Every so often, we here at Splash ‘n Go do a “Did You Know That?” Each post features three interesting tidbits or stories about NASCAR that you may have not heard before. Hopefully, you will find them interesting and will initiate conversation about other little-known facts about our favorite sport.

The three facts today come from “The Official NASCAR Trivia Book,” which was written by John C. Farrell and was published by Fenn / McClelland & Stewart, a division of Random House of Canada.



Everyone has those days when they just don’t want to be bothered, especially over the phone; however, sometimes on the end of the line just may be the biggest opportunity of your life. Years ago, Clint Bowyer almost made a huge faux pas by disregarding one such call. Before he became the NASCAR Sprint Cup Series driver that everyone knows and loves today, he was working at a fabrication shop in his hometown of Emporia, Kan., when car owner Richard Childress called the shop asking to speak to him. Childress had seen Bowyer competing at several tracks near Emporia and wanted to offer him a job as a race car driver. Bowyer, thinking one of his friends was playing a trick on him, almost didn’t take the call. Good thing he did!



We all know or have heard the phrase, “it doesn’t pay to get angry.” In NASCAR, getting angry means sometimes means having to pay. One such driver who learned this the hard way was Joe Frasson during the 1975 World 600 at Charlotte Motor Speedway. Frasson tried to qualify for the race in his self-owned Pontiac; however, he was unsuccessful. Upset with his performance (and most likely his car’s performance), Frasson took a jack handle to his race car. NASCAR fined the Minnesota driver $100 for beating up the car. For all those Frasson fans out there, don’t worry. He still got to compete in the race after qualifying in a different car – Henley Gray’s No. 19 Gray Racing Chevrolet. He ultimately finished the race 28th.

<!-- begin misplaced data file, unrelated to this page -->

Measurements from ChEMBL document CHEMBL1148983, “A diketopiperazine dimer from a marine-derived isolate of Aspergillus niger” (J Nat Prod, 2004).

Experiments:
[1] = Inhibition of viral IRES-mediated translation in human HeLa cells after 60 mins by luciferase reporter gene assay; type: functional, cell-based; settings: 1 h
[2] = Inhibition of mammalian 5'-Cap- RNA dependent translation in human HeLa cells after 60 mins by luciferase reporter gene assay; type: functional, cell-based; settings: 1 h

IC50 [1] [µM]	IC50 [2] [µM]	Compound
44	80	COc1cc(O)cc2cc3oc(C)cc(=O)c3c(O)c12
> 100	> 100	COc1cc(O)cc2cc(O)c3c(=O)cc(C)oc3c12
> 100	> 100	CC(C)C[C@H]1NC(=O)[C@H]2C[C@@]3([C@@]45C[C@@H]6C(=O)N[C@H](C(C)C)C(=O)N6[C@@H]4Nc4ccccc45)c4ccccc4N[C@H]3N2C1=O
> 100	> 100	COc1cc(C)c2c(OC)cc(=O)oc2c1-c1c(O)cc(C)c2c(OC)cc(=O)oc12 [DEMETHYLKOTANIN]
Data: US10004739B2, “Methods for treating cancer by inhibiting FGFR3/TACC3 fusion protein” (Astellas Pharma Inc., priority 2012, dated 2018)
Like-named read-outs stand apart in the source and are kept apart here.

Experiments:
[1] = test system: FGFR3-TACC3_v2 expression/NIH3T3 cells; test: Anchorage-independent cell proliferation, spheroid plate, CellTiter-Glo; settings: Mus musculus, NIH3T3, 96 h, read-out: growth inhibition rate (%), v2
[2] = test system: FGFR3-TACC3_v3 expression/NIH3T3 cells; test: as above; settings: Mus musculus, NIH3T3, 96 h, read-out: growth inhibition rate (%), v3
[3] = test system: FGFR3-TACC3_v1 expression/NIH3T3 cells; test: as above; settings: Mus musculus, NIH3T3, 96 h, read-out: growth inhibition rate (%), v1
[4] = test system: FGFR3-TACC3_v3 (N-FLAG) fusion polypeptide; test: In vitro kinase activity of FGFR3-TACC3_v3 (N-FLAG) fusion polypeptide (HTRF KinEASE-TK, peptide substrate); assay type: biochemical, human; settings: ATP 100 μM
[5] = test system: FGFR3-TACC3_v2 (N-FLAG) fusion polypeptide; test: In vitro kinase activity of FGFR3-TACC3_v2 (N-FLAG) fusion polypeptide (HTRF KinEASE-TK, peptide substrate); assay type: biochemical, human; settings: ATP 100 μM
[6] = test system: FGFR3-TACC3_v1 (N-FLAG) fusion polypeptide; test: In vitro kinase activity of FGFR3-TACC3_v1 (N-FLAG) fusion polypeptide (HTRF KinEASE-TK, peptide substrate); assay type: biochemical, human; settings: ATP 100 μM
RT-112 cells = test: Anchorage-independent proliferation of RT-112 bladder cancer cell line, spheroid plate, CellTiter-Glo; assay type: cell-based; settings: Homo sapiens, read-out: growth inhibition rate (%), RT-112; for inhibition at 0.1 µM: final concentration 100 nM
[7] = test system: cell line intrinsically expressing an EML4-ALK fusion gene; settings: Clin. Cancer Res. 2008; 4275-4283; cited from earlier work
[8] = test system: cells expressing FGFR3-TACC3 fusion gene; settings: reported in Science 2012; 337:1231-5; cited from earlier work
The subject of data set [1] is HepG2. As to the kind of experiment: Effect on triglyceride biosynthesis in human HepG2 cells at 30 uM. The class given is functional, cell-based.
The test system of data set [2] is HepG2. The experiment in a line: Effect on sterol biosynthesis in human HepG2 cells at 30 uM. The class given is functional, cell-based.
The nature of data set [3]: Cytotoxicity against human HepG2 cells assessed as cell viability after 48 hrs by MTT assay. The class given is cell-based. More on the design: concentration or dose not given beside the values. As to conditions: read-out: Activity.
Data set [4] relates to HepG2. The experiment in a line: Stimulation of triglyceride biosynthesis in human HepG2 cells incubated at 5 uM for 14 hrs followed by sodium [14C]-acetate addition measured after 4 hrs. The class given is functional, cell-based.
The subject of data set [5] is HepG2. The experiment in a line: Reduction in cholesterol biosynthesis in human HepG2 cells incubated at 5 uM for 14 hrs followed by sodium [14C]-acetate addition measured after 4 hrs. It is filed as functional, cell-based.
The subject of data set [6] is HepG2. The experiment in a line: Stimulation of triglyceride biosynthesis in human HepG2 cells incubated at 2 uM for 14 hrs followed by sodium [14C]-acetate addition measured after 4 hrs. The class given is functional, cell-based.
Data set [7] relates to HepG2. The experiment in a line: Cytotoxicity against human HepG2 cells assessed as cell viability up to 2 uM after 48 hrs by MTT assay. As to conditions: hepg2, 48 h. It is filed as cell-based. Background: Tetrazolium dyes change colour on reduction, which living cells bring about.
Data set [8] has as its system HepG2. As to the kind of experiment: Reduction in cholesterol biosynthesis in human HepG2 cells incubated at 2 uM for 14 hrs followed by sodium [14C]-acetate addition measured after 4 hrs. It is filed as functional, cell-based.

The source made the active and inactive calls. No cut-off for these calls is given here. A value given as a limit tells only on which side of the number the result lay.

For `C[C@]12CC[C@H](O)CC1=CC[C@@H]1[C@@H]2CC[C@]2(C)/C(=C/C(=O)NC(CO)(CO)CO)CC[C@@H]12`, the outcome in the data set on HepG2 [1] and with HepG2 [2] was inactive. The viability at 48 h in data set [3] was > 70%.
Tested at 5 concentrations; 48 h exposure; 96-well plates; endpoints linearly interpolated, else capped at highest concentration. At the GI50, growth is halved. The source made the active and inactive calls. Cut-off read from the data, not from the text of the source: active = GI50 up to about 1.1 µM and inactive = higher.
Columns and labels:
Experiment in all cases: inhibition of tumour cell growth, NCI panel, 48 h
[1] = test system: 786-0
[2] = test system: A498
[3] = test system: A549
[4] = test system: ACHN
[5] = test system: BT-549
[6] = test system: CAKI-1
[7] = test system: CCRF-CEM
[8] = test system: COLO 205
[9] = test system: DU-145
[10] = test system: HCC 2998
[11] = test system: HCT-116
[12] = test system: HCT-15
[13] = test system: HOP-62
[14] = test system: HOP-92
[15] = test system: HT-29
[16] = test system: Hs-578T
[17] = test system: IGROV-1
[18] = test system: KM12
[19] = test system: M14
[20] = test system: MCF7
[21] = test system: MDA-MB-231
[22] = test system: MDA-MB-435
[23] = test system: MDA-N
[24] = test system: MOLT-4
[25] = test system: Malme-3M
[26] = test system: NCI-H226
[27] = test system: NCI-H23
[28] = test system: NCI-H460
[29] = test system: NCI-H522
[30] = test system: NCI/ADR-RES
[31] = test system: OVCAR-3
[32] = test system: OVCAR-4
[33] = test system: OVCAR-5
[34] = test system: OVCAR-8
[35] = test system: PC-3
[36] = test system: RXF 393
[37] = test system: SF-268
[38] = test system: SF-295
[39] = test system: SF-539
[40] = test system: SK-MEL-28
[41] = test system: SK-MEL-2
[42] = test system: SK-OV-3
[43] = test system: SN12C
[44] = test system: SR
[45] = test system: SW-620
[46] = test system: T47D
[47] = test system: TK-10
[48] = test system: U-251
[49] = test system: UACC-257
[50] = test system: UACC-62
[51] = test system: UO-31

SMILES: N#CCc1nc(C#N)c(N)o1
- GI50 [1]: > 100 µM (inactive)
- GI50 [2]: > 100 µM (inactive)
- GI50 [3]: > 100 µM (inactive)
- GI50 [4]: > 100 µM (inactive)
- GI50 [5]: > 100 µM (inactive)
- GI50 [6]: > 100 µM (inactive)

For those people out there who experience road rage on a regular basis, you may want to consider the following anecdote the next time you’re stuck behind a slow-moving vehicle on the highway. When you think of racing, especially racing in NASCAR’s premier series, one of the first things that usually comes to mind is the extremely fast speeds. However, this is not always the case. On September 28, 1952, Herb Thomas won a 100-mile event at Wilson (N.C.) Speedway that would be typical of driving through a neighborhood today. The race set a “blistering” speed record of 35.398 mph. Of course, the record the race (if you could call it that) set was for the slowest race in the NASCAR premier series. More than 60 years later, the record is still holding strong and will likely never be broken.